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How To Survive a Short (and Not So Short) Visit From an Extrovert

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I have no idea who told me that you’ll get along much better with your parents once you leave the house, but truer words have never been spoken. I have a wonderful relationship with both my parents and both my sisters (and pretty much most of my family), but I could still feel it improve significantly once I didn’t have to share the same space with them for extended periods of time. As an introvert who was raised in the middle of extroverts, it was a relief to finally have my own space and my own routine.

I need to point out, though, that I didn’t simply leave the house. I left the entire country.

Three years ago, after being disappointed in my choice of career, and my stagnate life, I packed my bags and moved from Brazil to Canada with the intent of making Toronto my new home. It was a complicated change, with several challenges in terms of finances, culture, and dealing with all of the emotions from such a big change in my life. But it was also the best decision I’ve ever made in my life. Perhaps in the future, I’ll explore some of these topics, from the point of view of an introverted writer-slash-teacher who hates change and can’t usually be bothered to get out of the house.

But this time, since this is my first article for Introvertunites, I thought I might start with something a little more cheerful and talk about something we both love and dread: sharing limited spaces with people who are much more extroverted than us. Yes, this is a survival guide. Buckle up!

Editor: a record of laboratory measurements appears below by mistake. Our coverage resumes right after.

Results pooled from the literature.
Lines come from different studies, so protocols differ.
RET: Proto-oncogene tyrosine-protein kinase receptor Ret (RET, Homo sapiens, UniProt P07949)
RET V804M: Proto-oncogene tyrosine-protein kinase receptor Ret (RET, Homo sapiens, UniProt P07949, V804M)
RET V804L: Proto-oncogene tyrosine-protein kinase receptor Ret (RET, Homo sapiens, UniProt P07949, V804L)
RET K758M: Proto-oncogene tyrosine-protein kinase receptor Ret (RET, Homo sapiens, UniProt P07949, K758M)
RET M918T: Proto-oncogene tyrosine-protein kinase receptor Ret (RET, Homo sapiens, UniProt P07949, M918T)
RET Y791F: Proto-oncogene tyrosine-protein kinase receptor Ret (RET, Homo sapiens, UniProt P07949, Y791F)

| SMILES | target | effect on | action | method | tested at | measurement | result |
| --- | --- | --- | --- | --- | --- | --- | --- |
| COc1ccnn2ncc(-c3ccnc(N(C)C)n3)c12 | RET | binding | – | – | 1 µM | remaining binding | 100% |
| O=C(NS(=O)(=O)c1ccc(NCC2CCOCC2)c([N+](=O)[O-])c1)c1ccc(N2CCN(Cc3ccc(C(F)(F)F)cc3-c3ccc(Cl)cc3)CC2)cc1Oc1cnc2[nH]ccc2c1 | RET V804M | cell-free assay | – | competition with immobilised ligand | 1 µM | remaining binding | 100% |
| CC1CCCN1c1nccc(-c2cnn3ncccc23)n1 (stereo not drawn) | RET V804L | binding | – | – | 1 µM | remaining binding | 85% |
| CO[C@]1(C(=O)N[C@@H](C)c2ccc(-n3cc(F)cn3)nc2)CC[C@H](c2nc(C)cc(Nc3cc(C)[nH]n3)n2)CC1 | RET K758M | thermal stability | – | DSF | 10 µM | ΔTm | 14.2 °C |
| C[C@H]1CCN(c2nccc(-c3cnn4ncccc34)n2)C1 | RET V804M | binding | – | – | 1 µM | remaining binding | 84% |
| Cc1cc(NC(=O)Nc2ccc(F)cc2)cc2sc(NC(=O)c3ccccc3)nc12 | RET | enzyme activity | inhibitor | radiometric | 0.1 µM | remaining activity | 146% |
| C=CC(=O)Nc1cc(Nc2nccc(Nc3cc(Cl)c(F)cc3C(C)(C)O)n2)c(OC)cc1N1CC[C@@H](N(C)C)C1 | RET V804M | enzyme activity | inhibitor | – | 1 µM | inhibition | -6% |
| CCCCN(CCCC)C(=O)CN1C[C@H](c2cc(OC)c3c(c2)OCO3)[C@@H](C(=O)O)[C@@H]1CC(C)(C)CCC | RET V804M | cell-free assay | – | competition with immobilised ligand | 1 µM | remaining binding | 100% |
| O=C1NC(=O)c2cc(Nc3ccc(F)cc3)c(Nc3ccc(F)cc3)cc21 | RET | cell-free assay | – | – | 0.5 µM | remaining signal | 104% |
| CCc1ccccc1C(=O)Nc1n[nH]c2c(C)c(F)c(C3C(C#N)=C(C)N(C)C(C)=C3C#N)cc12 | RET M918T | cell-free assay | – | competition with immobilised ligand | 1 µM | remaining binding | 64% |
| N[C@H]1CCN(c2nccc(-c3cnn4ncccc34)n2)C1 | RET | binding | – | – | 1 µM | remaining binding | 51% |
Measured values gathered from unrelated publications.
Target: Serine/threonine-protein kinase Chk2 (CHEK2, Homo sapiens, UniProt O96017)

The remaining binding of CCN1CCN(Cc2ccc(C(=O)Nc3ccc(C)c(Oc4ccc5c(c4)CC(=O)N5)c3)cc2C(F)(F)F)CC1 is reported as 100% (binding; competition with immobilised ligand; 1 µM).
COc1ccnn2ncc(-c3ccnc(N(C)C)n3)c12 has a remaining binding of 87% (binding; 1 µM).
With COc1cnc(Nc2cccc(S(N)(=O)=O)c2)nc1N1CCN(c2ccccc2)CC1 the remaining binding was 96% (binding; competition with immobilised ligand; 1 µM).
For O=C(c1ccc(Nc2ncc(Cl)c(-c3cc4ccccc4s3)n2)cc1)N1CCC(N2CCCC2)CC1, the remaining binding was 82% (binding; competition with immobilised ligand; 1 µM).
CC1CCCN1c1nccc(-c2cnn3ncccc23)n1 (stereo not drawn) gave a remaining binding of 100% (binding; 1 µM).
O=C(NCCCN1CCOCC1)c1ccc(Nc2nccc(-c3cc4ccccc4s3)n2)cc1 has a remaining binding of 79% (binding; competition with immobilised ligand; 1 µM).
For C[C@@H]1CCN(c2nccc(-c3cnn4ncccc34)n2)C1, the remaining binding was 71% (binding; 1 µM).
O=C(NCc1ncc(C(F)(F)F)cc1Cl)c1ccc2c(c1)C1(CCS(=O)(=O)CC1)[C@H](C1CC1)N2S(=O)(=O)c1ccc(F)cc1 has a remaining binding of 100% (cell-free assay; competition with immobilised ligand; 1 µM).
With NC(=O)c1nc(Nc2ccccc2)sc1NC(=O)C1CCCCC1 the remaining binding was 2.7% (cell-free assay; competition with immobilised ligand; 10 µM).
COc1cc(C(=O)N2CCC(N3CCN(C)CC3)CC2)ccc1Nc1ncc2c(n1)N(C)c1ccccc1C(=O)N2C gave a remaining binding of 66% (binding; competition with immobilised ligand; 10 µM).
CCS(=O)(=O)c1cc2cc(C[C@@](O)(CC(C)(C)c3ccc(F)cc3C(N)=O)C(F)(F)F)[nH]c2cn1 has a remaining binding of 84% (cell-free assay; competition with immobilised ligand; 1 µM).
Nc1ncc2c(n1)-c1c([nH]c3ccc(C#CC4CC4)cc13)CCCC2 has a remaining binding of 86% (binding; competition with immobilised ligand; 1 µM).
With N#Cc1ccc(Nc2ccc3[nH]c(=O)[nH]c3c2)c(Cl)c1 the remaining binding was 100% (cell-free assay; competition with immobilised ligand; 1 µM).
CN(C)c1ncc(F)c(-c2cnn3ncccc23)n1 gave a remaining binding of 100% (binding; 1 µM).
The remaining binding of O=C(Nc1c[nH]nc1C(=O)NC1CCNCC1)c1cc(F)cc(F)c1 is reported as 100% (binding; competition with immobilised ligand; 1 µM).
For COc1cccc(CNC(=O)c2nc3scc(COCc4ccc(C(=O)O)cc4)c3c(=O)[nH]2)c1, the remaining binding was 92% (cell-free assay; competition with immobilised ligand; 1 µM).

Leaving home is not an easy decision to make, regardless of whether that means just leaving the house or immigrating to another country. One way or another, you are leaving behind everything and everyone you know to start a new chapter of your life. Immigration, though, tends to make visits infrequent, because of distance, currency exchange rates, and so on. Were it not for Skype and Whatsapp (and letters because my Great Aunt Maggie won’t touch electronic devices), I might have lived in such complete isolation that it might have been too much even for me. I do get to visit more or less once a year, though. And when I do, I get my fill of family, friends, and barbecue. I love them all equally.

Of course, I don’t get to go home all the time. Sometimes, my family and friends come to visit me.

Aaaaand that’s when things get complicated.

Personally, I find the position of “visitor” much easier than that of the “host”. That is mostly because I have my own room back in Brazil, in a big house that gives me lots of opportunities to avoid social interaction. Besides, I can be in control of my schedule. If I wish to go out to dinner, sit in the living room with my mother for three hours, or lock myself in my bedroom and seek refuge under a blanket, I’m free to do that.

When people come to visit me… well, I don’t have the luxury of a large house. We’re pretty much confined in one bedroom for days or weeks, where we’re stuck with each other in a loop of endless social interaction, no privacy, no silence and it is such a drainer.